It’s that time of the year in ad land when we take a look at the commercials produced at exorbitant cost and placed at, well, exorbitant cost to give brands (and ad agencies) their thirty seconds of Super Bowl fame. But something seemed a little different this year, and it’s not just the absence of twenty different cryptocurrencies running ads. When we previewed 86 or so Super Bowl and “Big Game” related commercials and teasers, we began to notice that almost every single one was funny (or tried to be, bless their hearts). In this edition of Plain Talk, we’re going to look at the sudden explosion of humor in advertising, why it’s happening now and what it means for the future of the business.
But first, let’s get serious
When advertisers spend millions on thirty seconds of ad time in front of 100 million people, they want to grab the viewers’ attention and make them feel… something. Really feel. For years that has meant that at least some of the ads you’d see during the “Big Game” would be tear-jerkers, or ads that made you feel inspired, empowered, romantic or just say “awwww.” What person (with a soul) can watch Dodge Ram truck’s 2013 Super Bowl ad “So God Made a Farmer” featuring Paul Harvey and not tear up a little? In fact, it seems like every year, there has been a significant portion of Super Bowl creativity dedicated to these emotive spots. In 2022, for example, we noted in Plain Talk how nostalgia was dialed WAY up in Super Bowl creative. So, if emotive creative concepts have played such a critical role for so long, why the heavy shift to humor?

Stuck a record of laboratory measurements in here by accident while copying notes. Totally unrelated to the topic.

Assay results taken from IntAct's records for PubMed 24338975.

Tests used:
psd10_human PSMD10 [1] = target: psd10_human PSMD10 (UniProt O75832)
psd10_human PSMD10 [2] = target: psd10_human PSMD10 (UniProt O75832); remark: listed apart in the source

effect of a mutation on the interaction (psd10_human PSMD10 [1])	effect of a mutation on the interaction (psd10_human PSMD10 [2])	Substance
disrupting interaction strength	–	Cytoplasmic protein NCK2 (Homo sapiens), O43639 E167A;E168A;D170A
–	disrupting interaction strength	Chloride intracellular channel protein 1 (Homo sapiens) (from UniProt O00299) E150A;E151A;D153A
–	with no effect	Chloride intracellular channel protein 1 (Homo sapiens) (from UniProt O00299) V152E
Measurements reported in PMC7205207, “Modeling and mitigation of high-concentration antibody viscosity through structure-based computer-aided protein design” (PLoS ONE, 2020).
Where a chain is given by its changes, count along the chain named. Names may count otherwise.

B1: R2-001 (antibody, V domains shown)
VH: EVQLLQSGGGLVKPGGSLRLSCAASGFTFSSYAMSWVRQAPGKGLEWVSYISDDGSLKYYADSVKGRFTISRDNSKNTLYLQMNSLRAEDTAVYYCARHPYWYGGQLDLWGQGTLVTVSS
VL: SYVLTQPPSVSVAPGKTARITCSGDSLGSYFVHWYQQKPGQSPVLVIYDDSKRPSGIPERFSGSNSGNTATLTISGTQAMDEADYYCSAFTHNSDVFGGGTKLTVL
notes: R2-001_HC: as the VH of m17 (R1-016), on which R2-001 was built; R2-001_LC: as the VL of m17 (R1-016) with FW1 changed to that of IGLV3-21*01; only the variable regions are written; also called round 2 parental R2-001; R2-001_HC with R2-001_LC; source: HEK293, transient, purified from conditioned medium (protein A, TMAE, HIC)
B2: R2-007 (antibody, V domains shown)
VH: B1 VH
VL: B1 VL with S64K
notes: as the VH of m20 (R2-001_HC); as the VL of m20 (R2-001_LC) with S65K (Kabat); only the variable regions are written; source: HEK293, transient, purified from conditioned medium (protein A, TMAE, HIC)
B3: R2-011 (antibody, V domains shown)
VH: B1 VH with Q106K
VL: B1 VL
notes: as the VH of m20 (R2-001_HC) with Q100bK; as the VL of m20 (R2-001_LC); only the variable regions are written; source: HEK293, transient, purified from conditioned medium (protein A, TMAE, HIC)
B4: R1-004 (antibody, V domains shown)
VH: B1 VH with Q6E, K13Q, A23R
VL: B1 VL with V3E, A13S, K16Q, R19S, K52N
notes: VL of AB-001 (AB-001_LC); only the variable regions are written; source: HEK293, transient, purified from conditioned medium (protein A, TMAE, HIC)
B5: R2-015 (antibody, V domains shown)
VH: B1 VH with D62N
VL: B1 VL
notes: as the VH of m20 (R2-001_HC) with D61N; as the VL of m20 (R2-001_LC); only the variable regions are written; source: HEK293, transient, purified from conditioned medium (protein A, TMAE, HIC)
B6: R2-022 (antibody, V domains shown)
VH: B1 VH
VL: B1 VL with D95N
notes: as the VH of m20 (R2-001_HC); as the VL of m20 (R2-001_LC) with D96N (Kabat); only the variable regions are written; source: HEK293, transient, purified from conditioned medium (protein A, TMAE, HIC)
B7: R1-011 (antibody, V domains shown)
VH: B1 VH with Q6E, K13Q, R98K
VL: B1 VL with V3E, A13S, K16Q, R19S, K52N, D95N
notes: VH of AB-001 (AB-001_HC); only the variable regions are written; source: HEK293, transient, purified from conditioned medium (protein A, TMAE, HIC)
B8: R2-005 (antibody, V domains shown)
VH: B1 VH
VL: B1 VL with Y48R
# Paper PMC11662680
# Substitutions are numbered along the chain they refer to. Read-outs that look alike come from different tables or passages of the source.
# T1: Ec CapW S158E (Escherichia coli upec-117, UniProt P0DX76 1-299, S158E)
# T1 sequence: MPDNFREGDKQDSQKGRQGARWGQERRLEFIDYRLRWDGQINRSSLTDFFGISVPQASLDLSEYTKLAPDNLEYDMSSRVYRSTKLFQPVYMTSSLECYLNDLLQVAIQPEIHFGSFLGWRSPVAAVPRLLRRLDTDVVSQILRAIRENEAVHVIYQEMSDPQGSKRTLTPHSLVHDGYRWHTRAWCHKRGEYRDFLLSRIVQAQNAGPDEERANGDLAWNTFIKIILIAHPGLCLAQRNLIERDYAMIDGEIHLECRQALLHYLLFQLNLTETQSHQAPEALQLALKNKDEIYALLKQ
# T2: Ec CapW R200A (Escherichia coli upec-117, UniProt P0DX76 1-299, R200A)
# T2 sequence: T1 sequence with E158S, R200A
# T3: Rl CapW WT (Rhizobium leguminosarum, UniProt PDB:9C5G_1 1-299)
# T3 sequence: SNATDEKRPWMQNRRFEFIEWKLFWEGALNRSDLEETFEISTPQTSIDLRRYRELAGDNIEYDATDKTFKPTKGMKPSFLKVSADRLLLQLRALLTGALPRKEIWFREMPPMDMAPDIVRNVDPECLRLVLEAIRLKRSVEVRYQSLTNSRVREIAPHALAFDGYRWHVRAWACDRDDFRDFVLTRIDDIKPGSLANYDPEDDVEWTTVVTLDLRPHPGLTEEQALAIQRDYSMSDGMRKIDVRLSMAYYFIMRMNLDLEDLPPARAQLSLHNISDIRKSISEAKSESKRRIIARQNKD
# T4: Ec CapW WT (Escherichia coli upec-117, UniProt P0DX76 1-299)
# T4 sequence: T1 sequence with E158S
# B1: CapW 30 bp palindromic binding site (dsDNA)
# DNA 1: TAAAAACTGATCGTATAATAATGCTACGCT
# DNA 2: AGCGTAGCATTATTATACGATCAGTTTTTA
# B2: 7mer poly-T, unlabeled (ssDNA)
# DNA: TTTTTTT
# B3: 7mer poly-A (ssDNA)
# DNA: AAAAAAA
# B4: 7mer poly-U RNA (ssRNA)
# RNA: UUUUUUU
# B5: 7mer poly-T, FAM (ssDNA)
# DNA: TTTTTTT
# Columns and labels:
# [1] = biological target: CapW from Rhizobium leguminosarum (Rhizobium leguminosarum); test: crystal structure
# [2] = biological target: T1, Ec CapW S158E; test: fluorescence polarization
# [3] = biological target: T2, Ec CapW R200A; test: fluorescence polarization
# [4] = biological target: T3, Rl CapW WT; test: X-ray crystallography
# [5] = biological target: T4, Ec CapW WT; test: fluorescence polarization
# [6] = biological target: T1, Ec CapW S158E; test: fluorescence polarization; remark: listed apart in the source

Funny isn’t new
So, the elephant in the room is that, yes, of course, there have always been funny Super Bowl and other commercials. According to Kantar, about a third of all ads use some kind of humor. And where the Super Bowl is concerned, some of the most memorable spots have always been funny. Snickers and Betty White? eTrade Baby? Wendy’s “Where’s the Beef?” or (personal favorite) the Monster.com “When I Grow Up” spot.
Not only has humor been a regular fixture in Super Bowl ads (and advertising in general), but it’s also historically been seen as a successful creative strategy. According to a paper published by the Journal of Experimental Psychology, in commercials, “mere association with humor enhances product evaluations and product choice in a way that is dissociated from the accessibility of the product in memory.” What? In plain talk, this means that when you eliminate self-reporting, commercials that use humor have a proven positive impact on brand perceptions AND choice.
Humor took a hit
However, despite the long-standing success of humor in advertising, data from Kantar shows that the number of funny and “lighthearted” ads has been trending downward since the pandemic.
Some experts believe the decline in humor was about the marketing industry “reading the room” during Covid-19. That being silly during a global emergency was inappropriate. Others think that creatives simply were not immune from the general malaise that impacted so many of us who were stuck at home alone during the pandemic. Given this downward trend, why are we seeing this explosion in humor ads for the Super Bowl season? It turns out that the industry may have been misreading Americans. A recent Harris Poll indicated most Americans think that OTHER Americans are negative and pessimistic but that these attitudes don’t extend to the individuals themselves. Basically, most individuals are pretty happy but think everyone else isn’t. Early research that picked up on the former might imply that consumers were more interested in being comforted or consoled than having a laugh, but we were wrong.